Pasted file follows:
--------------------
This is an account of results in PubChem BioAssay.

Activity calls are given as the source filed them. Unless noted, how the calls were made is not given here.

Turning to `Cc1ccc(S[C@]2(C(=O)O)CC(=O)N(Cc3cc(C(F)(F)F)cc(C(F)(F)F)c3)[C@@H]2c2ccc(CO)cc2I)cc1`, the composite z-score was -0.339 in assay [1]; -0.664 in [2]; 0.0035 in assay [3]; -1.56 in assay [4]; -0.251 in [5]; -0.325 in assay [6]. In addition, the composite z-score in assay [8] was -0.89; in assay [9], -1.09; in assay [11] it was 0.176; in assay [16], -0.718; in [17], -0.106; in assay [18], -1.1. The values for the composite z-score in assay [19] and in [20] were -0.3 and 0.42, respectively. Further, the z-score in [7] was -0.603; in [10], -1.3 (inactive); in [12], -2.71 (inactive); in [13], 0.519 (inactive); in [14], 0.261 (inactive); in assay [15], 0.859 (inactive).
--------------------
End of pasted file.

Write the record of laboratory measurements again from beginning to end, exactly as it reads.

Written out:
This is an account of results in PubChem BioAssay.

Activity calls are given as the source filed them. Unless noted, how the calls were made is not given here.

Turning to `Cc1ccc(S[C@]2(C(=O)O)CC(=O)N(Cc3cc(C(F)(F)F)cc(C(F)(F)F)c3)[C@@H]2c2ccc(CO)cc2I)cc1`, the composite z-score was -0.339 in assay [1]; -0.664 in [2]; 0.0035 in assay [3]; -1.56 in assay [4]; -0.251 in [5]; -0.325 in assay [6]. In addition, the composite z-score in assay [8] was -0.89; in assay [9], -1.09; in assay [11] it was 0.176; in assay [16], -0.718; in [17], -0.106; in assay [18], -1.1. The values for the composite z-score in assay [19] and in [20] were -0.3 and 0.42, respectively. Further, the z-score in [7] was -0.603; in [10], -1.3 (inactive); in [12], -2.71 (inactive); in [13], 0.519 (inactive); in [14], 0.261 (inactive); in assay [15], 0.859 (inactive).